Your baby is the size of a butternut squash

29 Weeks Pregnant: Your Baby's Development

You're probably feeling kicks and movement inside your bump at 29 weeks pregnant, as your little one changes position from time to time.

You may already be able to identify more active periods – times of day when you usually feel more movement – and quieter spells when the kicks and somersaults are more subdued. When your little one is taking a nap, you may not feel any movement at all for anything up to 90 minutes.

You'll probably soon be familiar with these patterns of rest, sleep and activity. If you notice any major change in the routine, or if you feel an overall reduction in foetal movement at 29 weeks pregnant or later, it's important to call your midwife or doctor straight away so they can check that everything's OK with your little one.

As a part of this, your doctor or midwife may ask you to check foetal activity by counting kicks. If this is necessary, they will tell you the best way to do this.

All pregnancies are different, so there isn't a set number of movements you should be feeling in a given day – the most important thing is to be familiar with your little one's own routine so you pick up on any changes as soon as possible.

Kick counting charts or apps can help you get a better idea of foetal movement patterns at around 29 weeks pregnant, but don't use these or any other home equipment to ‘self-diagnose' any problems – always get advice from your doctor or midwife as soon as possible if you have any concerns.


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The Size of the Foetus at 29 Weeks Pregnant

Now that you're 29 weeks pregnant, your foetus is about the size of a butternut squash, measuring close to 38.6 centimetres head to heel, and weighing in at around 1.2 kilograms.

The illustration below offers you a look at how your baby may be positioned at 29 weeks.

29 weeks pregnant

Mum's Body at 29 Weeks Pregnant

Right now, eating healthily is vital for your health and the growth of the little one inside your bump. Two of the most important nutrients are iron and calcium.

Iron helps your body make and replenish red blood cells, which transport oxygen around the body. A lack of iron can make you tired and lead to anaemia.

Foods with a high iron content include meat, beans, nuts, whole grains, dried fruit and dark-green leafy vegetables, like spinach and kale. Keep in mind that one well-known source of iron, liver, isn't safe to eat while you're pregnant.

Your doctor or midwife are probably keeping an eye on your iron levels, and will advise you to take an iron supplement if necessary.

Calcium is also critical for your body and your growing foetus. Besides strengthening your bones and teeth, it also helps to build and grow your little one's bones as well.

To get more calcium in your diet, eat plenty of dairy products like milk, cheese and yoghurt, green leafy veggies such as rocket and watercress, as well as fish that you eat whole with the bones, like sardines and pilchards.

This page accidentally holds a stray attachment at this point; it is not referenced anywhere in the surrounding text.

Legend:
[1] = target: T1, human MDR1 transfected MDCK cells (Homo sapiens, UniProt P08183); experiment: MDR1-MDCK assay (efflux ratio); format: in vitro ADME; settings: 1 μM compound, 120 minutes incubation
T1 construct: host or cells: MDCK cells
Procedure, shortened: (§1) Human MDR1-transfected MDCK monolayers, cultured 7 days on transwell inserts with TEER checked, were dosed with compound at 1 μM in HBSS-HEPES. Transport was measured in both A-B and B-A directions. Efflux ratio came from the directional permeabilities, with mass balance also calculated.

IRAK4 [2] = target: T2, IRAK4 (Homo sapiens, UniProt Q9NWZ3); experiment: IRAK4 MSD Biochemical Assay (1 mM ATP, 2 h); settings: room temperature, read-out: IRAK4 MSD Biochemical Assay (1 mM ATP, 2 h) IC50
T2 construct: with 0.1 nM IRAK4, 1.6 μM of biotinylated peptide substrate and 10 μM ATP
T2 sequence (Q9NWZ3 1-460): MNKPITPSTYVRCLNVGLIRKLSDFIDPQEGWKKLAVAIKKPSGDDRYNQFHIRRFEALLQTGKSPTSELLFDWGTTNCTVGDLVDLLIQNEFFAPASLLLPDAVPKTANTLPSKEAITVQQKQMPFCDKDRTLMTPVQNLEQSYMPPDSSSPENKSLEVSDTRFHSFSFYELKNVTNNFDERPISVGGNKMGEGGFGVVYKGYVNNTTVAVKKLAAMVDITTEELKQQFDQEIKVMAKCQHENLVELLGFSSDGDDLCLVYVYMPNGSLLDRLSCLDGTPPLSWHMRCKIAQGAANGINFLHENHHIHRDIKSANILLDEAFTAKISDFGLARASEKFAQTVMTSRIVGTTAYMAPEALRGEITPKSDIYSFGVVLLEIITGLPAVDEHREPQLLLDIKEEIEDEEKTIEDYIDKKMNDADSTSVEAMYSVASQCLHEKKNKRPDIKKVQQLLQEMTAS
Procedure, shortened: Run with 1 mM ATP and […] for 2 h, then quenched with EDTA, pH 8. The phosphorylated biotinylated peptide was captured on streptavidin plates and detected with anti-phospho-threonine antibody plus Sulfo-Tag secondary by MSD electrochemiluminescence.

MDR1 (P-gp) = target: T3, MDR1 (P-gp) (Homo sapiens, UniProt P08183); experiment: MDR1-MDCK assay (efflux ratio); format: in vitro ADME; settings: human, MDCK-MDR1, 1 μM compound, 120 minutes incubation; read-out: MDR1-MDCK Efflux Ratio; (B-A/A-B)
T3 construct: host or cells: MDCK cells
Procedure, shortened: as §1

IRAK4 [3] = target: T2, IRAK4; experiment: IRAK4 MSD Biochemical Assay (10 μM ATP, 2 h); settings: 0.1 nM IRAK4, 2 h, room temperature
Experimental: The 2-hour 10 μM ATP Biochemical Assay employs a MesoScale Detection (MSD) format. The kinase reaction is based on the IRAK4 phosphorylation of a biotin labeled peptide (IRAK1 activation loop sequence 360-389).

Bread and other bakery products made with fortified flour are another good source of this essential mineral.

You may be wondering if you're within a healthy weight range at 29 weeks pregnant.

On average, mums-to-be put on between 10 and 12.5 kilograms overall during pregnancy, but it's important to remember that this is only an average figure – the actual amount of weight gain varies a lot from person to person. What constitutes a healthy weight gain depends on lots of things, including what you weighed before you got pregnant, your body mass index (BMI), and of course how many months or weeks pregnant you are.

You're likely to put on most of the extra kilos after you've passed the 20-week mark.

It's worth keeping in mind ‘Eating for two' is just a figure of speech. It's much more important to have a healthy, balanced diet.

Even in the third trimester, there's no need to up your calorie intake significantly. This also applies if you're 29 weeks pregnant with twins.

If you're unsure whether your weight gain is on track at 29 weeks pregnant, ask your midwife or doctor for advice based on your individual situation.

29 Weeks Pregnant: Your Symptoms

Here are some of the symptoms you may be experiencing at 29 weeks pregnant:

  • Shortness of breath. Seeing your newborn for the first time might just take your breath away, but until that moment comes, you may experience a different type of breathlessness. At around 29 weeks pregnant, your growing uterus isn't leaving much space for your other abdominal organs, so your stomach and diaphragm might have to press against your lungs. As a result, your lungs don't have as much room to expand causing some shortness of breath. That extra weight you're carrying around probably isn't helping much either. To catch your breath, try to move more slowly, take frequent rests and don't overexert yourself.

  • Varicose veins. If you're noticing sore and possibly itchy blue veins bulging on your legs, these are probably varicose veins. The risk of developing these is higher during pregnancy, as the increased amount of blood circulating around your body puts more strain on the veins. Added to this, pregnancy hormones relax the muscular walls of the blood vessels, making them more prone to swelling. Your growing uterus can put pressure on the veins in your pelvic area, causing varicose veins there too. They may look unpleasant or be uncomfortable, but varicose veins aren't harmful to you or your foetus. To relieve any discomfort, try not to stand for long periods of time, don't sit with your legs crossed and keep your feet elevated whenever possible.